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The Durutti Column
The Return Of The Durutti Column Andy Thomas , January 14th, 2014 04:16

The two Joy Division tracks that Martin Hannett produced for the 1978 Factory Sample EP were in the words of Factory biographer James Nice: "a huge leap forward for both band and producer… elevating the raw post-punk power they produced onstage towards pure sonic architecture." The EP also included two tracks by The Durutti Column, but while Hannett’s work on Joy Division’s ‘Digital’ and 'Glass’ would be the foundation for the band’s sound, an argument with Tony Wilson over Hannett’s treatment of ‘Thin Ice’ and ‘No Communication’ caused the original Durutti Column to split.

Although the band’s founder Vini Reilly would later call those punk-orientated tracks "complete and total rubbish", his partnership with Martin Hannett would be revived in spectacular form on his debut LP, now re-issued by Factory Benelux. "After that first Factory Sample I was so disappointed with how flat and ordinary the music was, as I was trying to write music that was interesting," Reilly has since said of his move into European classical soundspaces.

According to Cargo Studios engineer John Brierley in the sleeve notes to the re-issue: "Someone at Factory decided it would be a good idea to send Vini Reilly in to Cargo with Martin as an experiment." Recorded at the back street studio in August 1979 this "experiment" was to result in one of Factory Records early masterpieces alongside Joy Division’s Unknown Pleasures. Jon Savage has called that LP "a definitive Northern Gothic statement: guilt-ridden, romantic, claustrophobic".  As if to offer some light to counter that dark, The Return of the Durutti Column begins with the sound of a bird. "’Sketch for Summer’ was made up in the studio because Martin managed to get these bird noises on the synthesiser," Reilly recalled. The track remains one of the pair’s most majestic pieces with Reilly’s distinctive classical guitar arpeggios suspended in space by Hannett’s electronic trickery.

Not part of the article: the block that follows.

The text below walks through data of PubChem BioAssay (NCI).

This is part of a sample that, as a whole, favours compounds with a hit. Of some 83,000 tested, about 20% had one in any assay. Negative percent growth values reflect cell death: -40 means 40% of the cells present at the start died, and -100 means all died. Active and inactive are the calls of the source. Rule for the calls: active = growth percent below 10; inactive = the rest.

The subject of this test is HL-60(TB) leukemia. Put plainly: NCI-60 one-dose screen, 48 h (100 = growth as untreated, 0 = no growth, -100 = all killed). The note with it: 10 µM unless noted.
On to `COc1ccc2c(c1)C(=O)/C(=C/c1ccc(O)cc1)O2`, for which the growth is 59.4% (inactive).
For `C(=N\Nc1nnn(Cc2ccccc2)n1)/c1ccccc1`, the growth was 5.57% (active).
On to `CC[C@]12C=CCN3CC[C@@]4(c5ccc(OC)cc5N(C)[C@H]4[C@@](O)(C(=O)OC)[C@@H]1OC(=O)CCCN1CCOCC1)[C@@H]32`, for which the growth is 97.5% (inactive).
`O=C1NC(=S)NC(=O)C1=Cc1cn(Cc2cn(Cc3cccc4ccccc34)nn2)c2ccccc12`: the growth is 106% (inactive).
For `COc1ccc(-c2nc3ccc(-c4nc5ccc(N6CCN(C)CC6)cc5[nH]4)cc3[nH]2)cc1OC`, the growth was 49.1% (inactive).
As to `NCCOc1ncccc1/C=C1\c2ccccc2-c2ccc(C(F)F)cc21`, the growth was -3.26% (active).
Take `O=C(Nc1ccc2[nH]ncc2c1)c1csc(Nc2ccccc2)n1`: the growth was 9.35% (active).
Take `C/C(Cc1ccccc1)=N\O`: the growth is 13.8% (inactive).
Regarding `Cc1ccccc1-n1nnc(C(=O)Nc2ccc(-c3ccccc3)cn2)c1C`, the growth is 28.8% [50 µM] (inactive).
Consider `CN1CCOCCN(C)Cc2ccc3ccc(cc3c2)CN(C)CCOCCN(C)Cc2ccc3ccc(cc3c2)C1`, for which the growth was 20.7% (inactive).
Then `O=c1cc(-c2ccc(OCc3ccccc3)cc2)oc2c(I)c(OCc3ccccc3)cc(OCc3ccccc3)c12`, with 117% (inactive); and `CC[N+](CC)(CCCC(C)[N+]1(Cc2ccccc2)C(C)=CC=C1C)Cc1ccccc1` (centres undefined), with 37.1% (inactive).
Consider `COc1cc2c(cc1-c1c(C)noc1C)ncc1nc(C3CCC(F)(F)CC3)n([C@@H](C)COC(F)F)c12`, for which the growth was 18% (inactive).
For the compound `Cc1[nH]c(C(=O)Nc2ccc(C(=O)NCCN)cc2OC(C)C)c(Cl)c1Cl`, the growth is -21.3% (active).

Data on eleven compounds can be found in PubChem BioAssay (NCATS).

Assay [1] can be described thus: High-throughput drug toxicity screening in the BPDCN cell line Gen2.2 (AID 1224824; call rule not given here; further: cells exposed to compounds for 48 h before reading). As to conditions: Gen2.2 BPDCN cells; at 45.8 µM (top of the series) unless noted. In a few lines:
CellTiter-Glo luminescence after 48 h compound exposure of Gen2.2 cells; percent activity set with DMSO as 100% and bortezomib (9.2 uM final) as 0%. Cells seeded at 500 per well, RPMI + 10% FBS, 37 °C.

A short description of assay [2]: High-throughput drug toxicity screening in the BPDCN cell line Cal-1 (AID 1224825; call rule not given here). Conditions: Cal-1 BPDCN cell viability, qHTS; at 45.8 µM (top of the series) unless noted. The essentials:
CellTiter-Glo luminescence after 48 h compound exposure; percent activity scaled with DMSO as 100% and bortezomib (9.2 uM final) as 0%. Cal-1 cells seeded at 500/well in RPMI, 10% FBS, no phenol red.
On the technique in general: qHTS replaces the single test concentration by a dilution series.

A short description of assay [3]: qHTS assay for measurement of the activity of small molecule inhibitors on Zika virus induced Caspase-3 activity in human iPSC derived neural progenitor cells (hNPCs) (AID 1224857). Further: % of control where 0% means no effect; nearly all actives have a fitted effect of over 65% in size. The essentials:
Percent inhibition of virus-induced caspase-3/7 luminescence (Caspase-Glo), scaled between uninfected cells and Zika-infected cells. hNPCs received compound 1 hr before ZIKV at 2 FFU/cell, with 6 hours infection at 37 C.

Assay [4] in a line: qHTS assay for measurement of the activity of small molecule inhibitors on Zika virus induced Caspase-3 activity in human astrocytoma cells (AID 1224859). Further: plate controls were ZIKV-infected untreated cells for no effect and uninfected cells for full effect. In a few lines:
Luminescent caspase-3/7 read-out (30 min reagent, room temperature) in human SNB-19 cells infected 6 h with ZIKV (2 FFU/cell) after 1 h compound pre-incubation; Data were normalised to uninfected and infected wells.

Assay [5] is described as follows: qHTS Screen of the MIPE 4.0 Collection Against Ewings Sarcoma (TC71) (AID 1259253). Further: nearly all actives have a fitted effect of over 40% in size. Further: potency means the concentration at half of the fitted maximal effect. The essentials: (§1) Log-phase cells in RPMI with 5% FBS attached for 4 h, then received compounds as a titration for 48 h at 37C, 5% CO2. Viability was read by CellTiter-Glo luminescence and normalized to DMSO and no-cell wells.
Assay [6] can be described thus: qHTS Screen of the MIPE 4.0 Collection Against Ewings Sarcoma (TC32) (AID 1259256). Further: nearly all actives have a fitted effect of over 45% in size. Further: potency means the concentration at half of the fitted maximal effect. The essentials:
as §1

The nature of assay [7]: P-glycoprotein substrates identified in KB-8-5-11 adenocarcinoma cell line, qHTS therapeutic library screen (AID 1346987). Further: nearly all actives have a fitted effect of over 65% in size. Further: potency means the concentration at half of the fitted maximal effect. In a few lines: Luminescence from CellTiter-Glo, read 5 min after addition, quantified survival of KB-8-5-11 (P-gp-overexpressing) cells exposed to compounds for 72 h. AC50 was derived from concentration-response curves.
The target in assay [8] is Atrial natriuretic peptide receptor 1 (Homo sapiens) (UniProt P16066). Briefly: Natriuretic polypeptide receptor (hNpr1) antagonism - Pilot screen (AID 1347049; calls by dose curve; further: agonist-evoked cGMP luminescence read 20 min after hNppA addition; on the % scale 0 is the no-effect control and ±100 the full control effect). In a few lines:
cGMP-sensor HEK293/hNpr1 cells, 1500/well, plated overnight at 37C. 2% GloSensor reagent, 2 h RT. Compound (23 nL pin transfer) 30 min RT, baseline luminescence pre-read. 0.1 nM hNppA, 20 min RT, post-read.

"Martin arrived with these great big black cardboard fronted machines, synthesizers," Tony Wilson said of the sessions. "For two days Martin did nothing but create strange rhythm/noise tracks. Occasionally Vini would strap on the guitar and play some notes onto the tracks. But it was hard to get Martin to notice as he pored over the primitive electronics." John Brierely expands on this in the sleeve notes: "Occasionally Vini would come in to listen to playbacks and then back into the studio but he got to feedback from Martin as to whether what he was playing was good, bad or indifferent. Martin was far too engrossed in his Time Modulators or AMS Digital (Delay) units."  

The delay and reverb Hannett had used to such stunning effect on Unknown Pleasures created space and warmth for Reilly’s ambient leanings. "Maybe the punks will sneer and think it’s hippy noodling," said Max Bell from the NME at the time. But the spontaneity and free experimentation of a track like ‘Conduct’ deserves its place in the post punk canon alongside PiL’s ‘Poptones’. Released with a sandpaper insert (in tribute to the original Situationist inspired sleeve) and a bonus of Hannett’s experimental Testcard 7", this is pretty much essential.

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